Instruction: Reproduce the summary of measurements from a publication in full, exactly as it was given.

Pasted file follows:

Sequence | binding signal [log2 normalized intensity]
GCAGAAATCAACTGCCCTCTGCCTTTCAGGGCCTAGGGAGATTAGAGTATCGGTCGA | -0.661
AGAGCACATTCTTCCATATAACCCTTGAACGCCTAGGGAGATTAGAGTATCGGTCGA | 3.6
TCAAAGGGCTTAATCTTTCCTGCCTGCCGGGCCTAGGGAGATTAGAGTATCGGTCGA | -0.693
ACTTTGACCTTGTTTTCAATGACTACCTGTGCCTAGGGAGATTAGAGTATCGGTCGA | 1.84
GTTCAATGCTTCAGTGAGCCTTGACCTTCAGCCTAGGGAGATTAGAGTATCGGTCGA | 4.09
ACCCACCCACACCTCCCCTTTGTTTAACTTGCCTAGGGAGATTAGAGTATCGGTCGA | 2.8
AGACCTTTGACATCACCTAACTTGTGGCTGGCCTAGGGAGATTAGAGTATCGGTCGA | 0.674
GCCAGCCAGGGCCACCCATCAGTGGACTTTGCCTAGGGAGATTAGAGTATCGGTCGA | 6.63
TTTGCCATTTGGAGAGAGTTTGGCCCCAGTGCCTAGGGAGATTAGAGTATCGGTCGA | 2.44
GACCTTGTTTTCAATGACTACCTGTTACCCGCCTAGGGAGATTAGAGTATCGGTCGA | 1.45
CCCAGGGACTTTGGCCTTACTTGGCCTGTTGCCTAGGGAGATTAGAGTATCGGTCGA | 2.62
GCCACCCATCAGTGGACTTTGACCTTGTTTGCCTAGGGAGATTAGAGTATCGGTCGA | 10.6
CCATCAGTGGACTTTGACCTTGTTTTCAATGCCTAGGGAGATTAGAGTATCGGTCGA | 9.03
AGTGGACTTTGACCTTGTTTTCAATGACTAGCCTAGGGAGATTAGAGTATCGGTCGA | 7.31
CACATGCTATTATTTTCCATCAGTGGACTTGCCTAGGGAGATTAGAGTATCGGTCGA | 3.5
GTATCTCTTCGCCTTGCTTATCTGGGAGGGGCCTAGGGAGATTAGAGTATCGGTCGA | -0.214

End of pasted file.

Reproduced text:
Sequence | binding signal [log2 normalized intensity]
GCAGAAATCAACTGCCCTCTGCCTTTCAGGGCCTAGGGAGATTAGAGTATCGGTCGA | -0.661
AGAGCACATTCTTCCATATAACCCTTGAACGCCTAGGGAGATTAGAGTATCGGTCGA | 3.6
TCAAAGGGCTTAATCTTTCCTGCCTGCCGGGCCTAGGGAGATTAGAGTATCGGTCGA | -0.693
ACTTTGACCTTGTTTTCAATGACTACCTGTGCCTAGGGAGATTAGAGTATCGGTCGA | 1.84
GTTCAATGCTTCAGTGAGCCTTGACCTTCAGCCTAGGGAGATTAGAGTATCGGTCGA | 4.09
ACCCACCCACACCTCCCCTTTGTTTAACTTGCCTAGGGAGATTAGAGTATCGGTCGA | 2.8
AGACCTTTGACATCACCTAACTTGTGGCTGGCCTAGGGAGATTAGAGTATCGGTCGA | 0.674
GCCAGCCAGGGCCACCCATCAGTGGACTTTGCCTAGGGAGATTAGAGTATCGGTCGA | 6.63
TTTGCCATTTGGAGAGAGTTTGGCCCCAGTGCCTAGGGAGATTAGAGTATCGGTCGA | 2.44
GACCTTGTTTTCAATGACTACCTGTTACCCGCCTAGGGAGATTAGAGTATCGGTCGA | 1.45
CCCAGGGACTTTGGCCTTACTTGGCCTGTTGCCTAGGGAGATTAGAGTATCGGTCGA | 2.62
GCCACCCATCAGTGGACTTTGACCTTGTTTGCCTAGGGAGATTAGAGTATCGGTCGA | 10.6
CCATCAGTGGACTTTGACCTTGTTTTCAATGCCTAGGGAGATTAGAGTATCGGTCGA | 9.03
AGTGGACTTTGACCTTGTTTTCAATGACTAGCCTAGGGAGATTAGAGTATCGGTCGA | 7.31
CACATGCTATTATTTTCCATCAGTGGACTTGCCTAGGGAGATTAGAGTATCGGTCGA | 3.5
GTATCTCTTCGCCTTGCTTATCTGGGAGGGGCCTAGGGAGATTAGAGTATCGGTCGA | -0.214